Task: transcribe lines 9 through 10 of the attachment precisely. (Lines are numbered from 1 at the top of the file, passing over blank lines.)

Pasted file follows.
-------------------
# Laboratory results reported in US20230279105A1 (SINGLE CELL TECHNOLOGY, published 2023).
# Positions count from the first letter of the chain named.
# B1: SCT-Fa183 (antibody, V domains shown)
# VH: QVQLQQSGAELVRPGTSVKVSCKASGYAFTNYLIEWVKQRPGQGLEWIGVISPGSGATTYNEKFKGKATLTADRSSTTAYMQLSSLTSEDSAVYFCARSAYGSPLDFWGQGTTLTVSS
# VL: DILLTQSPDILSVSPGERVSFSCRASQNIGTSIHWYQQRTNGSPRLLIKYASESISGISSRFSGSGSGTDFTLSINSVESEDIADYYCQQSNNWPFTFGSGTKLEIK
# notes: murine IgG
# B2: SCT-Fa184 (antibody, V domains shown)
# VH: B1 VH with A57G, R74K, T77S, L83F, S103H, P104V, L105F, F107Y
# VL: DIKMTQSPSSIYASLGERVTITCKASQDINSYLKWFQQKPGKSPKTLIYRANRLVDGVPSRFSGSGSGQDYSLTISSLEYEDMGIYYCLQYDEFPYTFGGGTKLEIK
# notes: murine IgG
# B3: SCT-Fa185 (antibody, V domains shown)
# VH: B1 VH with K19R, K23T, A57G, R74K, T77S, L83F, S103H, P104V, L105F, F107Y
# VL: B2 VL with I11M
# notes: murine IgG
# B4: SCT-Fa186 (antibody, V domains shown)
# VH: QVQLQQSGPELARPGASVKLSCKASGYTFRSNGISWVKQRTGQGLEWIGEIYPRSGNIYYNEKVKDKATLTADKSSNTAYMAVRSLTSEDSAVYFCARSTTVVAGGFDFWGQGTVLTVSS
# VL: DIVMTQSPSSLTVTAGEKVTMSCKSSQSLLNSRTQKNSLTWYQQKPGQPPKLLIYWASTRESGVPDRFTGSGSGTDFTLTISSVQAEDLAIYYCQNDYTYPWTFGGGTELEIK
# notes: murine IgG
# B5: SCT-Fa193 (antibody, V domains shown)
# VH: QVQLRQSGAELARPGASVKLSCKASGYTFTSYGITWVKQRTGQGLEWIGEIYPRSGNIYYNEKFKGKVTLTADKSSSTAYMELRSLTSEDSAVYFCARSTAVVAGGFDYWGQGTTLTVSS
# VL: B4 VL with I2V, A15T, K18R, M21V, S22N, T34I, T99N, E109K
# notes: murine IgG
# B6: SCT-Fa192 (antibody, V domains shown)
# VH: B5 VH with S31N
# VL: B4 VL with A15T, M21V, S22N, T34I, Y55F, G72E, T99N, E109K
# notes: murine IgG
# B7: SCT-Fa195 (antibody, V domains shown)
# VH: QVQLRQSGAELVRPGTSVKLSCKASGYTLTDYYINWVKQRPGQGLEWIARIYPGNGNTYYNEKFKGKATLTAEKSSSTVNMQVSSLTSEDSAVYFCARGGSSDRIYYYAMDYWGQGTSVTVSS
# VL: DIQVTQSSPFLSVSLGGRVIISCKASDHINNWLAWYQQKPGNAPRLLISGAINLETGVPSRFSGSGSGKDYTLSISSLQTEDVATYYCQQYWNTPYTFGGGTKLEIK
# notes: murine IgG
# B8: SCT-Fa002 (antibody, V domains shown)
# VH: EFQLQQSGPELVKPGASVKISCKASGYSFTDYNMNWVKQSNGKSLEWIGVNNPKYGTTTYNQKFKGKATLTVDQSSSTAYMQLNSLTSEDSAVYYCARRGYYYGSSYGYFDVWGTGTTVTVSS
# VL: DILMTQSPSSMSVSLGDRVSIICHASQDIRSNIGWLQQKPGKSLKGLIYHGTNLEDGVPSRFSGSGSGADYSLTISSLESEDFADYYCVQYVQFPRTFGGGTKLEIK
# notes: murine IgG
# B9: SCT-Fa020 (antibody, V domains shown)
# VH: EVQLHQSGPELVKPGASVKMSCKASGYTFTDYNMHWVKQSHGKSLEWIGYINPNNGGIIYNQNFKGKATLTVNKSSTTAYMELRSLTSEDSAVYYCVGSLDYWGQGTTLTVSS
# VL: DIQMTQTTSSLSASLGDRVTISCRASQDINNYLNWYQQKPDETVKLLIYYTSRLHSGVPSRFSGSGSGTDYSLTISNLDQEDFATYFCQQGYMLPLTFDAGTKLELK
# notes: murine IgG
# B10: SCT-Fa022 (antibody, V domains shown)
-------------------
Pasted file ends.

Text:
# VL: DIKMTQSPSSIYASLGERVTITCKASQDINSYLKWFQQKPGKSPKTLIYRANRLVDGVPSRFSGSGSGQDYSLTISSLEYEDMGIYYCLQYDEFPYTFGGGTKLEIK
# notes: murine IgG